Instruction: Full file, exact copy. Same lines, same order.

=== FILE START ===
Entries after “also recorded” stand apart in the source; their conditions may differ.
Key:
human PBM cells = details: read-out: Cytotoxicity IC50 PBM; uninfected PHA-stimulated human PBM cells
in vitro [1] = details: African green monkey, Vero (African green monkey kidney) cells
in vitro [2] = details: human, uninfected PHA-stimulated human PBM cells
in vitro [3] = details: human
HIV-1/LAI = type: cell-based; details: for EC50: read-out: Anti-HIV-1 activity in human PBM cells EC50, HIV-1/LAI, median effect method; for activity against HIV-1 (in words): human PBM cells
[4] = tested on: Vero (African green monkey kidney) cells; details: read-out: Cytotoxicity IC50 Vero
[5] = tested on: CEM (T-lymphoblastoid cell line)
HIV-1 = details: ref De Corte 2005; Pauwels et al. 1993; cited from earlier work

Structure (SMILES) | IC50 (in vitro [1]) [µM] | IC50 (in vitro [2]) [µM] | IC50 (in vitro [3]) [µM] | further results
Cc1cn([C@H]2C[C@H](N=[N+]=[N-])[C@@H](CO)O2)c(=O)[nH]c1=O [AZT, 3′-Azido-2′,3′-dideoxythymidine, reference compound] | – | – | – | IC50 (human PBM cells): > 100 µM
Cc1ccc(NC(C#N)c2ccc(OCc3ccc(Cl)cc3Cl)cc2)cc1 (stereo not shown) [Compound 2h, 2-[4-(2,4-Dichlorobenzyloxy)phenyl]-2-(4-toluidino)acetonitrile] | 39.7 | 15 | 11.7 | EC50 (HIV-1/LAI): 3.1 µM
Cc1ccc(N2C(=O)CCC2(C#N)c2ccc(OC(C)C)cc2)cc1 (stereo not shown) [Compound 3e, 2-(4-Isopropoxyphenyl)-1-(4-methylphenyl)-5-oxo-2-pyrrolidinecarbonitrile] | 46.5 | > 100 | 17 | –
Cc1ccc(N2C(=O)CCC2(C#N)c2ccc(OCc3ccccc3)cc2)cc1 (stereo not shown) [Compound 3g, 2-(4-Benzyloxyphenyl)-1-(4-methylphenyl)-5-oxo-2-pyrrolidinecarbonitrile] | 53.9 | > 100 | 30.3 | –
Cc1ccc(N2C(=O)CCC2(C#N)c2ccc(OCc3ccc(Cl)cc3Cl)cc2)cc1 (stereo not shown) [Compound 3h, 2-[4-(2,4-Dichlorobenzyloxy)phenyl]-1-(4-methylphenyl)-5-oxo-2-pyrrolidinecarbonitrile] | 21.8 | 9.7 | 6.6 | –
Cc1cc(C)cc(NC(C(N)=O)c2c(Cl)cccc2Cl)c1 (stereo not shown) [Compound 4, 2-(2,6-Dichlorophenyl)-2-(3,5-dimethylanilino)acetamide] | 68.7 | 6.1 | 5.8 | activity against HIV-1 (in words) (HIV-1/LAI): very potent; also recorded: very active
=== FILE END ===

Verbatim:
Entries after “also recorded” stand apart in the source; their conditions may differ.
Key:
human PBM cells = details: read-out: Cytotoxicity IC50 PBM; uninfected PHA-stimulated human PBM cells
in vitro [1] = details: African green monkey, Vero (African green monkey kidney) cells
in vitro [2] = details: human, uninfected PHA-stimulated human PBM cells
in vitro [3] = details: human
HIV-1/LAI = type: cell-based; details: for EC50: read-out: Anti-HIV-1 activity in human PBM cells EC50, HIV-1/LAI, median effect method; for activity against HIV-1 (in words): human PBM cells
[4] = tested on: Vero (African green monkey kidney) cells; details: read-out: Cytotoxicity IC50 Vero
[5] = tested on: CEM (T-lymphoblastoid cell line)
HIV-1 = details: ref De Corte 2005; Pauwels et al. 1993; cited from earlier work

Structure (SMILES) | IC50 (in vitro [1]) [µM] | IC50 (in vitro [2]) [µM] | IC50 (in vitro [3]) [µM] | further results
Cc1cn([C@H]2C[C@H](N=[N+]=[N-])[C@@H](CO)O2)c(=O)[nH]c1=O [AZT, 3′-Azido-2′,3′-dideoxythymidine, reference compound] | – | – | – | IC50 (human PBM cells): > 100 µM
Cc1ccc(NC(C#N)c2ccc(OCc3ccc(Cl)cc3Cl)cc2)cc1 (stereo not shown) [Compound 2h, 2-[4-(2,4-Dichlorobenzyloxy)phenyl]-2-(4-toluidino)acetonitrile] | 39.7 | 15 | 11.7 | EC50 (HIV-1/LAI): 3.1 µM
Cc1ccc(N2C(=O)CCC2(C#N)c2ccc(OC(C)C)cc2)cc1 (stereo not shown) [Compound 3e, 2-(4-Isopropoxyphenyl)-1-(4-methylphenyl)-5-oxo-2-pyrrolidinecarbonitrile] | 46.5 | > 100 | 17 | –
Cc1ccc(N2C(=O)CCC2(C#N)c2ccc(OCc3ccccc3)cc2)cc1 (stereo not shown) [Compound 3g, 2-(4-Benzyloxyphenyl)-1-(4-methylphenyl)-5-oxo-2-pyrrolidinecarbonitrile] | 53.9 | > 100 | 30.3 | –
Cc1ccc(N2C(=O)CCC2(C#N)c2ccc(OCc3ccc(Cl)cc3Cl)cc2)cc1 (stereo not shown) [Compound 3h, 2-[4-(2,4-Dichlorobenzyloxy)phenyl]-1-(4-methylphenyl)-5-oxo-2-pyrrolidinecarbonitrile] | 21.8 | 9.7 | 6.6 | –
Cc1cc(C)cc(NC(C(N)=O)c2c(Cl)cccc2Cl)c1 (stereo not shown) [Compound 4, 2-(2,6-Dichlorophenyl)-2-(3,5-dimethylanilino)acetamide] | 68.7 | 6.1 | 5.8 | activity against HIV-1 (in words) (HIV-1/LAI): very potent; also recorded: very active